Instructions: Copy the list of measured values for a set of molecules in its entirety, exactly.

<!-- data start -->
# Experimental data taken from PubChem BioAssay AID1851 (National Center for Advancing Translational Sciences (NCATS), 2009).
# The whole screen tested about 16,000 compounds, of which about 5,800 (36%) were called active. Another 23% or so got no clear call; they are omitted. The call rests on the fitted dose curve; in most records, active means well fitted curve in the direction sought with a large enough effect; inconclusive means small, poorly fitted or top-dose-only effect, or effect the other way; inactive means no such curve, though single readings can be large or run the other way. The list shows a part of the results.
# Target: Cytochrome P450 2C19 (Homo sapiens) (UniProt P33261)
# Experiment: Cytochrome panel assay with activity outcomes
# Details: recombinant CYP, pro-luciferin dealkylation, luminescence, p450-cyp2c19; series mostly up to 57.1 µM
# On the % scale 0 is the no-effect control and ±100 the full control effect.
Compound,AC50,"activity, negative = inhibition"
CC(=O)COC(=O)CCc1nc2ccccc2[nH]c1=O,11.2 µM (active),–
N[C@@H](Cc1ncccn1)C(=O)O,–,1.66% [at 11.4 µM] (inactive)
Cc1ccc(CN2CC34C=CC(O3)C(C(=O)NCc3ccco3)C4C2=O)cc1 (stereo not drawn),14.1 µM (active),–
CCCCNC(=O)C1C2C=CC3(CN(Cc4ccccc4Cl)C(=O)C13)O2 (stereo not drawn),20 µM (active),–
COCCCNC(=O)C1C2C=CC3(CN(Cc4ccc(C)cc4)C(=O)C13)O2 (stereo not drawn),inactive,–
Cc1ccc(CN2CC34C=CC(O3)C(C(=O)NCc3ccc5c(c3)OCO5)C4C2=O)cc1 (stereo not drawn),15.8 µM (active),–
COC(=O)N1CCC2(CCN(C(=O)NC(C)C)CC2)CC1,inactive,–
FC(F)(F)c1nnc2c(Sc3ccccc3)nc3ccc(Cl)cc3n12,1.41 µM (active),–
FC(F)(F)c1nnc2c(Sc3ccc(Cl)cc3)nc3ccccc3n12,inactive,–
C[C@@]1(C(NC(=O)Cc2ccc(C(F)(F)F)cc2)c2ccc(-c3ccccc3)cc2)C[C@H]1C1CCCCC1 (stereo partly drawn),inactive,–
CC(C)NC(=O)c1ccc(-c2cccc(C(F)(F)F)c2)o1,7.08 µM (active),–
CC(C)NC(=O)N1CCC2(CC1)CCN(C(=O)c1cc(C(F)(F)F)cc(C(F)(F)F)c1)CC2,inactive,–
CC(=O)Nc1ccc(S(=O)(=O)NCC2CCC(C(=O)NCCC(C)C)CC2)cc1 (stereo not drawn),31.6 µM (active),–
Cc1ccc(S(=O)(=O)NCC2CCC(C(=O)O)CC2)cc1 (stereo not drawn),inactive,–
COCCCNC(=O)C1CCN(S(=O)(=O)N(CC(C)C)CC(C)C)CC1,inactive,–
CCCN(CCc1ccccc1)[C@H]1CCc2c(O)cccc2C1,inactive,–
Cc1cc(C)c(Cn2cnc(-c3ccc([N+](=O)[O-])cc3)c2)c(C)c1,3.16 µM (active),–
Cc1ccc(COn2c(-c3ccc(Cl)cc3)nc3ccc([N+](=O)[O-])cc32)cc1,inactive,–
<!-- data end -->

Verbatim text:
# Experimental data taken from PubChem BioAssay AID1851 (National Center for Advancing Translational Sciences (NCATS), 2009).
# The whole screen tested about 16,000 compounds, of which about 5,800 (36%) were called active. Another 23% or so got no clear call; they are omitted. The call rests on the fitted dose curve; in most records, active means well fitted curve in the direction sought with a large enough effect; inconclusive means small, poorly fitted or top-dose-only effect, or effect the other way; inactive means no such curve, though single readings can be large or run the other way. The list shows a part of the results.
# Target: Cytochrome P450 2C19 (Homo sapiens) (UniProt P33261)
# Experiment: Cytochrome panel assay with activity outcomes
# Details: recombinant CYP, pro-luciferin dealkylation, luminescence, p450-cyp2c19; series mostly up to 57.1 µM
# On the % scale 0 is the no-effect control and ±100 the full control effect.
Compound,AC50,"activity, negative = inhibition"
CC(=O)COC(=O)CCc1nc2ccccc2[nH]c1=O,11.2 µM (active),–
N[C@@H](Cc1ncccn1)C(=O)O,–,1.66% [at 11.4 µM] (inactive)
Cc1ccc(CN2CC34C=CC(O3)C(C(=O)NCc3ccco3)C4C2=O)cc1 (stereo not drawn),14.1 µM (active),–
CCCCNC(=O)C1C2C=CC3(CN(Cc4ccccc4Cl)C(=O)C13)O2 (stereo not drawn),20 µM (active),–
COCCCNC(=O)C1C2C=CC3(CN(Cc4ccc(C)cc4)C(=O)C13)O2 (stereo not drawn),inactive,–
Cc1ccc(CN2CC34C=CC(O3)C(C(=O)NCc3ccc5c(c3)OCO5)C4C2=O)cc1 (stereo not drawn),15.8 µM (active),–
COC(=O)N1CCC2(CCN(C(=O)NC(C)C)CC2)CC1,inactive,–
FC(F)(F)c1nnc2c(Sc3ccccc3)nc3ccc(Cl)cc3n12,1.41 µM (active),–
FC(F)(F)c1nnc2c(Sc3ccc(Cl)cc3)nc3ccccc3n12,inactive,–
C[C@@]1(C(NC(=O)Cc2ccc(C(F)(F)F)cc2)c2ccc(-c3ccccc3)cc2)C[C@H]1C1CCCCC1 (stereo partly drawn),inactive,–
CC(C)NC(=O)c1ccc(-c2cccc(C(F)(F)F)c2)o1,7.08 µM (active),–
CC(C)NC(=O)N1CCC2(CC1)CCN(C(=O)c1cc(C(F)(F)F)cc(C(F)(F)F)c1)CC2,inactive,–
CC(=O)Nc1ccc(S(=O)(=O)NCC2CCC(C(=O)NCCC(C)C)CC2)cc1 (stereo not drawn),31.6 µM (active),–
Cc1ccc(S(=O)(=O)NCC2CCC(C(=O)O)CC2)cc1 (stereo not drawn),inactive,–
COCCCNC(=O)C1CCN(S(=O)(=O)N(CC(C)C)CC(C)C)CC1,inactive,–
CCCN(CCc1ccccc1)[C@H]1CCc2c(O)cccc2C1,inactive,–
Cc1cc(C)c(Cn2cnc(-c3ccc([N+](=O)[O-])cc3)c2)c(C)c1,3.16 µM (active),–
Cc1ccc(COn2c(-c3ccc(Cl)cc3)nc3ccc([N+](=O)[O-])cc32)cc1,inactive,–